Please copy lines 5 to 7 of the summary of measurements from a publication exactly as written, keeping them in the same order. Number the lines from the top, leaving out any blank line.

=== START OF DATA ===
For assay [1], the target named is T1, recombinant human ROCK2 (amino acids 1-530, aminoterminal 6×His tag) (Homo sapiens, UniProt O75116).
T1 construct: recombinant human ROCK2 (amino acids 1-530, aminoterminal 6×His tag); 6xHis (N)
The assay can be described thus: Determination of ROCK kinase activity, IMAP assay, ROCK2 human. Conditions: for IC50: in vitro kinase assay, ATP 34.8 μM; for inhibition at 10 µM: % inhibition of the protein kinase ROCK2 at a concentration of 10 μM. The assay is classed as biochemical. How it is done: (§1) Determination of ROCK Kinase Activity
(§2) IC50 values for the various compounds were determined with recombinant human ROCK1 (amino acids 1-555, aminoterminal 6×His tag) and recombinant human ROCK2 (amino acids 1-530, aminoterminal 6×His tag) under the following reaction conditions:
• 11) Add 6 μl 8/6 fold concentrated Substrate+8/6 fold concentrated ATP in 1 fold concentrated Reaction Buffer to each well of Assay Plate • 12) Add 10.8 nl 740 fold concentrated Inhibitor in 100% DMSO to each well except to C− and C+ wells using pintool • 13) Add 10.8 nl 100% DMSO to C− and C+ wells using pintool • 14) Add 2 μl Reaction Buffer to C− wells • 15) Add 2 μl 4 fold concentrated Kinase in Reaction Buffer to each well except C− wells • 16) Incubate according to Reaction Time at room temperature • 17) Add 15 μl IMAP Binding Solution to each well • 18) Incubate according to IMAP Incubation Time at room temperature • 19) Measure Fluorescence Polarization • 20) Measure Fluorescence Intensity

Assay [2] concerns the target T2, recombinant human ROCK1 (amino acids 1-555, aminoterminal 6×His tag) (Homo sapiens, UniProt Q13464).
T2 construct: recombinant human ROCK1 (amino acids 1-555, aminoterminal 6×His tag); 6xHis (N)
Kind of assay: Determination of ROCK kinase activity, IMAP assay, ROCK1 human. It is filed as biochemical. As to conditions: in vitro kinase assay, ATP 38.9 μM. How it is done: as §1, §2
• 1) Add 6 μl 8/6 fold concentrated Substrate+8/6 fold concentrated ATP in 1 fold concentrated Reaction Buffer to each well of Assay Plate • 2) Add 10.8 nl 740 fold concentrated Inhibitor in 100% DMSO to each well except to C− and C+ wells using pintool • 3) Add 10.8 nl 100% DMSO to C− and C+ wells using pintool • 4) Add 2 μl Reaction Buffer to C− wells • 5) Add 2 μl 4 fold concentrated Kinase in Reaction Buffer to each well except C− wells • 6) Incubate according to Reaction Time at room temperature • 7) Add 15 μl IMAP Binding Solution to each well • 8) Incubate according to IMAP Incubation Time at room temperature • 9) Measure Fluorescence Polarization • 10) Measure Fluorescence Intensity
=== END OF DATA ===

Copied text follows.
• 11) Add 6 μl 8/6 fold concentrated Substrate+8/6 fold concentrated ATP in 1 fold concentrated Reaction Buffer to each well of Assay Plate • 12) Add 10.8 nl 740 fold concentrated Inhibitor in 100% DMSO to each well except to C− and C+ wells using pintool • 13) Add 10.8 nl 100% DMSO to C− and C+ wells using pintool • 14) Add 2 μl Reaction Buffer to C− wells • 15) Add 2 μl 4 fold concentrated Kinase in Reaction Buffer to each well except C− wells • 16) Incubate according to Reaction Time at room temperature • 17) Add 15 μl IMAP Binding Solution to each well • 18) Incubate according to IMAP Incubation Time at room temperature • 19) Measure Fluorescence Polarization • 20) Measure Fluorescence Intensity

Assay [2] concerns the target T2, recombinant human ROCK1 (amino acids 1-555, aminoterminal 6×His tag) (Homo sapiens, UniProt Q13464).
T2 construct: recombinant human ROCK1 (amino acids 1-555, aminoterminal 6×His tag); 6xHis (N)